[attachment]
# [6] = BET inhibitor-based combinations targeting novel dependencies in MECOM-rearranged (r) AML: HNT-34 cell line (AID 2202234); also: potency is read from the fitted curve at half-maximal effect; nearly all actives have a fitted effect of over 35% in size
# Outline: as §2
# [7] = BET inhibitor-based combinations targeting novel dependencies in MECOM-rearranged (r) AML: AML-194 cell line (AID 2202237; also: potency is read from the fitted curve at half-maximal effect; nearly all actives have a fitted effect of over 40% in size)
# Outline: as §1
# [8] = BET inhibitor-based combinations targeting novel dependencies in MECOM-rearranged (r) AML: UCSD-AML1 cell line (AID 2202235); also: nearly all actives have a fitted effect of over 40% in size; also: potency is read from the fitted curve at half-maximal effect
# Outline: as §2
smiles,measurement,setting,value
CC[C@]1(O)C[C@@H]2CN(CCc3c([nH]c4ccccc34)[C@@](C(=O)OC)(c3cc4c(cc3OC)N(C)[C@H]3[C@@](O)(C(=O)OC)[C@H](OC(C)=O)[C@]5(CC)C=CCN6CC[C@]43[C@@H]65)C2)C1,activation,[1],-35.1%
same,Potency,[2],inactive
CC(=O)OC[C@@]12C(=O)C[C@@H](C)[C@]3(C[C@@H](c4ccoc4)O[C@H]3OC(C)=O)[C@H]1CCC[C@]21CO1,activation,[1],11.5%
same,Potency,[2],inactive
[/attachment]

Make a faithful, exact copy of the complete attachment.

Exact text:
# [6] = BET inhibitor-based combinations targeting novel dependencies in MECOM-rearranged (r) AML: HNT-34 cell line (AID 2202234); also: potency is read from the fitted curve at half-maximal effect; nearly all actives have a fitted effect of over 35% in size
# Outline: as §2
# [7] = BET inhibitor-based combinations targeting novel dependencies in MECOM-rearranged (r) AML: AML-194 cell line (AID 2202237; also: potency is read from the fitted curve at half-maximal effect; nearly all actives have a fitted effect of over 40% in size)
# Outline: as §1
# [8] = BET inhibitor-based combinations targeting novel dependencies in MECOM-rearranged (r) AML: UCSD-AML1 cell line (AID 2202235); also: nearly all actives have a fitted effect of over 40% in size; also: potency is read from the fitted curve at half-maximal effect
# Outline: as §2
smiles,measurement,setting,value
CC[C@]1(O)C[C@@H]2CN(CCc3c([nH]c4ccccc34)[C@@](C(=O)OC)(c3cc4c(cc3OC)N(C)[C@H]3[C@@](O)(C(=O)OC)[C@H](OC(C)=O)[C@]5(CC)C=CCN6CC[C@]43[C@@H]65)C2)C1,activation,[1],-35.1%
same,Potency,[2],inactive
CC(=O)OC[C@@]12C(=O)C[C@@H](C)[C@]3(C[C@@H](c4ccoc4)O[C@H]3OC(C)=O)[C@H]1CCC[C@]21CO1,activation,[1],11.5%
same,Potency,[2],inactive